Drum therapy for PTSD is gaining popularity, and research has verified therapeutic effects of ancient rhythm techniques as a valuable treatment for issues such as stress, anxiety, chronic pain, and more.
Creativity comes in many different colors for Jenna Line; an artist who battles bipolar disorder one brushstroke at a time. “When I feel manic, I feel more creative,” says the Hagerstown native. “I have a lot of racing thoughts and ideas, which is when I get most of my inspiration.”
She notes that, “there’s a lot of research suggesting a relationship of bipolar disorder with creativity. But it’s just an association, not causation.”
Line recalls that as a child she would have feelings of anxiety so great, that at times it was difficult to even sit still. She began to doodle, as it often helped emit a calming effect; an act that would later provide solace from the symptoms of the disorder, which she would begin to experience at the age of 16. Over time Line’s doodles became fascinatingly complex, and that’s when she realized she needed to hone her skills as an artist. She began to paint, creating collages and constructing mixed-media art.
These two styles of work can be seen at her art exhibit titled, The Art of Resilience, which opened on Friday, July 28, at the Washington County Arts Council in downtown Hagerstown.
While reflecting on the significant role that her condition has played in the creative process of her art, Line states that “I think having the condition has enhanced my artwork. What I do as a coping mechanism during the depressed phases is use art as a coping skill, which ties into the art of resilience.”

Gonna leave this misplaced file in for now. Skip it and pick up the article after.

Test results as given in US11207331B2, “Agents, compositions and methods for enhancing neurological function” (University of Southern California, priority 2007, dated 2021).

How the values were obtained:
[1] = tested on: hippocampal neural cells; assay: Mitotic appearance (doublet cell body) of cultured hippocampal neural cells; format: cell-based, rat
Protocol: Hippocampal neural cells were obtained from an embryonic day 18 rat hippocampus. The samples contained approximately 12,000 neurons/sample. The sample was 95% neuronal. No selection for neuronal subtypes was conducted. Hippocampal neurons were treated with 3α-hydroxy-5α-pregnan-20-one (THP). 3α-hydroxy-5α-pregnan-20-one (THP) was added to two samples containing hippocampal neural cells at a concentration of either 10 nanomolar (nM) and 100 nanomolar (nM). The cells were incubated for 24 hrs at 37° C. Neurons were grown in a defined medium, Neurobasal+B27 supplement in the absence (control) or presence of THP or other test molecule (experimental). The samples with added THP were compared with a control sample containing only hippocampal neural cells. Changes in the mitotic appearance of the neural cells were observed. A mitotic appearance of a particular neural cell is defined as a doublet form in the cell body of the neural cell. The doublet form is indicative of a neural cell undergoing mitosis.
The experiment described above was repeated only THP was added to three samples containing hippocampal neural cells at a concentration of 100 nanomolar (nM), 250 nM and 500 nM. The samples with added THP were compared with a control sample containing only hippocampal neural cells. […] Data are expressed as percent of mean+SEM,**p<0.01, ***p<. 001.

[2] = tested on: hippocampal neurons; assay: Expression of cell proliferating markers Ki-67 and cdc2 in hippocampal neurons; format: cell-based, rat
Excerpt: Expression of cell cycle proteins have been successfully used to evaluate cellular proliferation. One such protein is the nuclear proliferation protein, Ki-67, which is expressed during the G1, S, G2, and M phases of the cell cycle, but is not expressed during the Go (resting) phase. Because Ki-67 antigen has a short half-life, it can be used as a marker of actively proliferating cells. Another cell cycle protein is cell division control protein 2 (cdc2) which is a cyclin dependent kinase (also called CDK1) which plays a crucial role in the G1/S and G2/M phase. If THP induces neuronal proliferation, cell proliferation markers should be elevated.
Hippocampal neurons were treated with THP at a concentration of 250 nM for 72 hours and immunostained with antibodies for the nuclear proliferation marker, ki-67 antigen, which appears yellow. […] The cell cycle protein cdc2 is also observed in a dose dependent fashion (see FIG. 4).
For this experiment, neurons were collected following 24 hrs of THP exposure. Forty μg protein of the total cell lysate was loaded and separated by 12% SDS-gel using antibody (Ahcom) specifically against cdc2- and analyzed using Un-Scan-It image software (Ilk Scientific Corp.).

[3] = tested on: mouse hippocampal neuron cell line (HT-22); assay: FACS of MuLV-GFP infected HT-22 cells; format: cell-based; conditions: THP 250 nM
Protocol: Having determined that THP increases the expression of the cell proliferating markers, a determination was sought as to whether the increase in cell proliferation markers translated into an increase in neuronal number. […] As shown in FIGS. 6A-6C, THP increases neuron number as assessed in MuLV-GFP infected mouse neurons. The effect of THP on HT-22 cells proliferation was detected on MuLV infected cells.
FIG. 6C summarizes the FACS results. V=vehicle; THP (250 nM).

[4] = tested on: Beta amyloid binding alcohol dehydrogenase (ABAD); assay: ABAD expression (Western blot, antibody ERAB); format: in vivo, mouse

Silver Lining, one of the paintings of the exhibit, is symbolic of the culmination of perseverance through times of tribulation. “The painting metaphorically represents the silver lining that we must find in times of hardship. It features streaks of metallic silver throughout the monochromatic color scheme,” says Line. “The mixing of black and white illustrates all-or- nothing thinking. By mixing the two, we can identify the grey areas in life to help us cope.”
Art has proven to be beneficial to Line in many ways; not only did it help combat the bipolar disorder, but it also aided her during her recovery from anorexia nervosa as well. Overcoming both disorders in a way that can be described as nothing short of courageous, Line became a mental health advocate; lobbying on Capitol Hill, in an effort to promote education as well as awareness. “I do a lot of mental health advocacy to shed light on mental health, and this exhibit is using art as a way for healing,” she explains.
Line aspires to be a clinical social worker, and would like to integrate art therapy into her practice. She currently is a Master of Social Work at the University of Maryland School of Social Work. She firmly believes that through art, no matter the circumstances in one’s life, people can express feelings that they may not be able to verbalize. “I find art applicable for anyone dealing with anything, regardless if you have a mental illness or not. Everybody goes through life transitions. We have hardships such as loss and we experience stress,” says Line.
For more information about Line’s upcoming exhibit, which is open through August 29th, please visit: http://www.washingtoncountyarts.com
This piece is based on an article by Ajoya Long for Herald Mail Media, which can be seen here.